- 44a [“Rumble in the Jungle” matchup] is ALI MAN MAN MAN MAN. Four MAN = FOREMAN.
- 67a [TV addict] is a COUCH POTOOOOOOOO. Eight Os following PO gives us POTATO.
Four answers that fit this pattern, fit into the symmetry of the grid, include two grid-spanners (it’s 16×15 to accommodate them) and have the numbers double as you go down the grid. This is an amazing puzzle. Thanks, Elise and Peter!
That’s all I have time for this morning! What I didn’t know before I did this puzzle – see above re: SOME KIND OF DERFUL (that makes me laugh. I had to type it again). I’ve also never heard of AESOP‘s “The Swan and the Goose.” I don’t quite see how the moral comes from the story.
Winston Emmons’s Universal crossword, “Has ty Conclusions” — Jim Q’s write-up
THEME: TY is added to the ends of common phrases to create wacky ones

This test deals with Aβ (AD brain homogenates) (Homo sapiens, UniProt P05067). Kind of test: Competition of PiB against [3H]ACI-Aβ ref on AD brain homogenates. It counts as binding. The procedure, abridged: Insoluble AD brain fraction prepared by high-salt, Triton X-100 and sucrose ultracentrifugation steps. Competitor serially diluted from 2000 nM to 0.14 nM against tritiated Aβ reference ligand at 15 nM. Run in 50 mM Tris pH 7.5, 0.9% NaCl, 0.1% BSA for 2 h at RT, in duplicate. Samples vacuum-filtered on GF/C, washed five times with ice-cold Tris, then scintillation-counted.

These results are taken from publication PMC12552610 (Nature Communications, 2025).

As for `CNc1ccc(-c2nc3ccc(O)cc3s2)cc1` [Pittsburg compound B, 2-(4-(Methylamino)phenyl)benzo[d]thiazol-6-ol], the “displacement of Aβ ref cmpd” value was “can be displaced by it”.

- 17A [Devotion to circular take-out food?] PIZZA PIETY
- 29A [“Of course, Ms. Boop”?] “SURE, BETTY!”
- 44A [Cat that may bring you a wrench?] TOOL KITTY
- 57A [Really large place to land?] JUMBO JETTY
I felt a little 59D about this one, especially with it being very similar to Tuesday’s puzzle (the last Universal I blogged). Except Tuesday felt much more clever, so by comparison this one falls flat for me. It does sometimes feel like Universal runs chunks of similar themes near one another, but that’s probably just me.
PIZZA PIETY was my favorite of the themers. It has a sing-songiness to it that I rather enjoy.
I entered JETE (like JETER) for A-ROD [Legendary Yankees shortstop, informally] because I’m all but positive A-ROD was a third baseman for the Yankees. Maybe he played short for a bit? But Jeter was definitely the “legendary shortstop.”
This was all I could find about it from Wikipedia: Prior to the 2004 season, Rodriguez was traded to the Yankees, for whom he converted to a third baseman, because Derek Jeter was already the Yankees’ full-time shortstop.
2.9 stars today.
Brendan Emmett Quigley crossword (No. 1349), “It’s A Sign” — Jenni’s review